Throughout history, artists have often included various animal species in their works, making this subject matter one of the most frequently used. Throughout history, many different societies have believed that some animals are incarnations of deities, sources of power, or otherworldly phenomena.
Animals have the potential to represent something more profound. For instance, the dove has come to symbolize tranquility and childhood purity over history and in various cultures.
Artists painted hunting images in the 17th century and featured dramatic, life-or-death encounters between humans and animals. The painters of the 18th century were interested in portraying animals in their natural settings because they thought this best showed the creatures' genuine beauty and power. In England, there were specialized painters from the 18th century who made portraits of racehorses and prize examples of livestock. In France, animal themes remained to be beautiful capriccios that were frequently placed around garden statues. The pets and farm animals shown in the paintings that Victorian artists made showed tremendous emotion, as did the animals in those paintings.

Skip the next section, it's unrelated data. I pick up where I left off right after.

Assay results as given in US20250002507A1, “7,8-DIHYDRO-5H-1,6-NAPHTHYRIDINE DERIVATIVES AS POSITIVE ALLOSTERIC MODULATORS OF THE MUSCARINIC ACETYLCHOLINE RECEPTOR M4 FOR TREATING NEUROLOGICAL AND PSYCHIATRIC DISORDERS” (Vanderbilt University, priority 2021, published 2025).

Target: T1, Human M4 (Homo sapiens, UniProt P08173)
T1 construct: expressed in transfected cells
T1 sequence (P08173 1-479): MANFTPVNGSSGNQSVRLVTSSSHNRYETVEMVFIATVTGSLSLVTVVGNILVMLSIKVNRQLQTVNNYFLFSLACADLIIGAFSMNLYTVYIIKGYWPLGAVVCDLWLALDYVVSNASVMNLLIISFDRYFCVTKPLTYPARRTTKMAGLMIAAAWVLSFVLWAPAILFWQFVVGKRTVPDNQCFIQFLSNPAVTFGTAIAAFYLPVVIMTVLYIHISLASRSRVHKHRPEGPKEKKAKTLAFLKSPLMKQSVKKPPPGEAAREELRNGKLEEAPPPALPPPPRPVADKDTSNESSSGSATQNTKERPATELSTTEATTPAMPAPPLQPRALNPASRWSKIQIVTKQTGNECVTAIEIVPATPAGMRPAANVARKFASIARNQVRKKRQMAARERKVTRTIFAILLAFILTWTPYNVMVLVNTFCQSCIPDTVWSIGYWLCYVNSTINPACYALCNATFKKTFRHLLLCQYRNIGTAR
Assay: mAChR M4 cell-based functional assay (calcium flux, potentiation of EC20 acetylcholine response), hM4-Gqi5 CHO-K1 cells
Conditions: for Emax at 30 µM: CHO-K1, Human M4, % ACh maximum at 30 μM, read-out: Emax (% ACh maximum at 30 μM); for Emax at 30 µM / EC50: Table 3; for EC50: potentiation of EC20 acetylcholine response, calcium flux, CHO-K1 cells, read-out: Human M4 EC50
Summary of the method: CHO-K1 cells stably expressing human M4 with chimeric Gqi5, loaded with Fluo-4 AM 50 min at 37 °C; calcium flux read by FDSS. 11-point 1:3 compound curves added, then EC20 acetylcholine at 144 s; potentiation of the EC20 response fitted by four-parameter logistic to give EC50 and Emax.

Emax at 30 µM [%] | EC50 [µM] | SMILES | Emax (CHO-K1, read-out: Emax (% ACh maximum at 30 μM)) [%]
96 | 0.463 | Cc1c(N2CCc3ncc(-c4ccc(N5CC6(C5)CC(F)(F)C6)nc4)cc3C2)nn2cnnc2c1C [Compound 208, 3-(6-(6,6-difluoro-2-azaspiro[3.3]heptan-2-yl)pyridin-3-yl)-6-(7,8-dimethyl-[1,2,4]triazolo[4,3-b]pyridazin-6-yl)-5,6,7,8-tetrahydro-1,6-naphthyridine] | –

The most renowned and prolific animal artists include George Stubbs (British, 1724 -1806), Franz Marc (German, 1880 -1916), Thomas Sidney Cooper (British, 1803 -1902), Henriette Ronner-Knip (Dutch, 1821 -1909), John Frederick Herring, Sr (British, 1795 -1865), Richard Ansdell (British, 1815 -1885), Sir Edwin Landseer (British, 1802 -1873), Eugene Verboeckhoven (Belgian, 1798 -1881), Bruno Liljefors (Swedish, 1860 -1939), Rosa Bonheur (French, 1822 -1899), among others.